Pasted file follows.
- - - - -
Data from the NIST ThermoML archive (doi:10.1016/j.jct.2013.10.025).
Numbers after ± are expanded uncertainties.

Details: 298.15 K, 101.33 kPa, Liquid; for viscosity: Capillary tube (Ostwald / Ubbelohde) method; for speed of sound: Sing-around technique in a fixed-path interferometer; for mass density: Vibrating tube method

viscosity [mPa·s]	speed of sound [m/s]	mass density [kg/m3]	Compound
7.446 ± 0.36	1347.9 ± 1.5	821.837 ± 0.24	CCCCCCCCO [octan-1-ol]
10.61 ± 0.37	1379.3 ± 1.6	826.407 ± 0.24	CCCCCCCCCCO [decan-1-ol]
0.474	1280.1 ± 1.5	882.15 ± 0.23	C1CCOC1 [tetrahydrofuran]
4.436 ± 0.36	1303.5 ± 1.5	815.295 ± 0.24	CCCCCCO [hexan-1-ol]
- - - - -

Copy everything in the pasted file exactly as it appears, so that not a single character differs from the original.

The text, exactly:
Data from the NIST ThermoML archive (doi:10.1016/j.jct.2013.10.025).
Numbers after ± are expanded uncertainties.

Details: 298.15 K, 101.33 kPa, Liquid; for viscosity: Capillary tube (Ostwald / Ubbelohde) method; for speed of sound: Sing-around technique in a fixed-path interferometer; for mass density: Vibrating tube method

viscosity [mPa·s]	speed of sound [m/s]	mass density [kg/m3]	Compound
7.446 ± 0.36	1347.9 ± 1.5	821.837 ± 0.24	CCCCCCCCO [octan-1-ol]
10.61 ± 0.37	1379.3 ± 1.6	826.407 ± 0.24	CCCCCCCCCCO [decan-1-ol]
0.474	1280.1 ± 1.5	882.15 ± 0.23	C1CCOC1 [tetrahydrofuran]
4.436 ± 0.36	1303.5 ± 1.5	815.295 ± 0.24	CCCCCCO [hexan-1-ol]